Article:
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The active papillary muscle sign in 18F-FDG PET/CT cardiac sarcoidosis exams and its relationship with myocardial suppression

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Abstract

Objective

Papillary muscle (PM) activity may demonstrate true active cardiac sarcoidosis (CS) or mimic CS in 18FDG-PET/CT if adequate myocardial suppression (MS) is not achieved. We aim to examine whether PM uptake can be used as a marker of failed MS and measure the rate of PM activity presence in active CS with different dietary preparations.

Materials and methods

We retrospectively reviewed PET/CTs obtained with three different dietary preparations. Diet-A: 24-h ketogenic diet with overnight fasting (n = 94); Diet-B: 18-h fasting (n = 44); and Diet-C: 72-h daytime ketogenic diet with 3-day overnight fasting (n = 98). Each case was evaluated regarding CS diagnosis (negative, positive, and indeterminant) and presence of PM activity. MaxSUV was measured from bloodpool, liver, and the most suppressed normal myocardium. Linear mixed-effects models were used to compare these factors between those with PM activity and those without.

Results

PM activity was markedly lower in the Diet-C group compared with others: Diet-C: 6 (6.1%), Diet-A: 36 (38.3%), and Diet-B: 26 (59.1%) (p < 0.001). MyocardiumMaxSUV was higher, and MyocardiummaxSUV/BloodpoolmaxSUV, MyocardiummaxSUV/LivermaxSUV ratios were significantly higher in the cases with PM activity (p < 0.001). Among cases that used Diet-C and had PM activity, 66.7% were positive and 16.7% were indeterminate. If Diet-A or Diet-B was used, those with PM activity had a higher proportion of indeterminate cases (Diet-A: 61.1%, Diet-B: 61.5%) than positive cases (Diet-A: 36.1%, Diet-B: 38.5%).

Conclusion

Lack of PM activity can be a sign of appropriate MS. PM activity is less common with a specific dietary preparation (72-h daytime ketogenic diet with 3-day overnight fasting), and if it is present with this particular preparation, the likelihood that the case being true active CS might be higher than the other traditional dietary preparations.

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Acknowledgements

We would like to thank to our PET/CT technicians; Todd Kes and Cassandra Koldenhoven for their excellent coaching of patients during these preparations and the high quality of these PET/CT exams. The preliminary data on this manuscript was presented as an electronic poster during RSNA 2020, Chicago.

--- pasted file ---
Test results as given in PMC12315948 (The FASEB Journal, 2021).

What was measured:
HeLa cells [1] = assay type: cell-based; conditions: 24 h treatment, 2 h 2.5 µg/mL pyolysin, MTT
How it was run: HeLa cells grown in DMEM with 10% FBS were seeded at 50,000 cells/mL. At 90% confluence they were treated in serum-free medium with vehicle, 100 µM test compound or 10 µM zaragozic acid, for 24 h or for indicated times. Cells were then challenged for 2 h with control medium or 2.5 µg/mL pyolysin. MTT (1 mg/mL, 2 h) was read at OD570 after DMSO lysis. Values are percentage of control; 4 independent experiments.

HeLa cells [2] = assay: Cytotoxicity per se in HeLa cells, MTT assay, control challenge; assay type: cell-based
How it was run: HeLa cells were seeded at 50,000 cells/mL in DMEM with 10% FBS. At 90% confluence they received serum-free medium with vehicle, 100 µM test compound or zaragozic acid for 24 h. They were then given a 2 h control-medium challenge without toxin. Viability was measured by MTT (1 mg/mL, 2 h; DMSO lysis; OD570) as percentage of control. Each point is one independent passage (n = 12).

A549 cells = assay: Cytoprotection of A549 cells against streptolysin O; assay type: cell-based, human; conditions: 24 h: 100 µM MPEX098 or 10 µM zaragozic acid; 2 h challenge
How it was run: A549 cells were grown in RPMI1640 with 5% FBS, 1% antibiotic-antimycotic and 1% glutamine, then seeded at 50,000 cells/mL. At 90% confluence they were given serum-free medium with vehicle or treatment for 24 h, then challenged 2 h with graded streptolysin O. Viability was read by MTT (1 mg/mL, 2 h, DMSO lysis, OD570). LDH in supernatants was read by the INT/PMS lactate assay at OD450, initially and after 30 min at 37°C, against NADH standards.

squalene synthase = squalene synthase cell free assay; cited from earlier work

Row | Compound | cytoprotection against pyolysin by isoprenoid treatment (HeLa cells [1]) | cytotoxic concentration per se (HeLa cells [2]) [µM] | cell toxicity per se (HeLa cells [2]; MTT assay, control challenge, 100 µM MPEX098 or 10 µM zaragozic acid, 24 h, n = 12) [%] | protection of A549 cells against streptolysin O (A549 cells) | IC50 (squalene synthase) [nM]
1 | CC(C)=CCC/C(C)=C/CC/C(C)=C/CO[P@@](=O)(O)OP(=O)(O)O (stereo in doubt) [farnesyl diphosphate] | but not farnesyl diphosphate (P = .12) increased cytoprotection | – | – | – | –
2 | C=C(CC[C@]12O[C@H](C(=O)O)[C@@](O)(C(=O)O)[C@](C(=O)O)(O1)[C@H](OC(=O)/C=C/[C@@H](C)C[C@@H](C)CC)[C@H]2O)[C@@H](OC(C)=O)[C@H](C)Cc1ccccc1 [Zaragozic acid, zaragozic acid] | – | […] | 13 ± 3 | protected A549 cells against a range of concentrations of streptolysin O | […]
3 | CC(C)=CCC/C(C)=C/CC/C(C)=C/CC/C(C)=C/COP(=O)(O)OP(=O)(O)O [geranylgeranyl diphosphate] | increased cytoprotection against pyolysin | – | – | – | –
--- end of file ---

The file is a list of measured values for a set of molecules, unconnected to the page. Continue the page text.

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Correspondence to Can Özütemiz.

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Conflict of interest

Jerry Froelich: Receives grant support from Siemens Healthineers for a project unrelated to the present article. Nathan Rubin: Research reported in this publication was supported by NIH grant P30 CA77598 utilizing the Biostatistics and Bioinformatics Core shared resource of the Masonic Cancer Center, University of Minnesota and by the National Center for Advancing Translational Sciences of the National Institutes of Health Award Number UL1-TR002494. The content is solely the responsibility of the authors and does not necessarily represent the official views of the National Institutes of Health. Rebecca Cogswell: Serves in the advisory board of Abbott lab hearmate-3, and husband is employed in Medtronic, unrelated to the present article. Henri Roukuz: Consultant for Boston Scientific, receiving grants from Medtronic unrelated to the present article. Other authors have nothing to declare.

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Özütemiz, C., Koksel, Y., Froelich, J.W. et al. The active papillary muscle sign in 18F-FDG PET/CT cardiac sarcoidosis exams and its relationship with myocardial suppression. Ann Nucl Med 38, 391–399 (2024). https://doi.org/10.1007/s12149-024-01910-y

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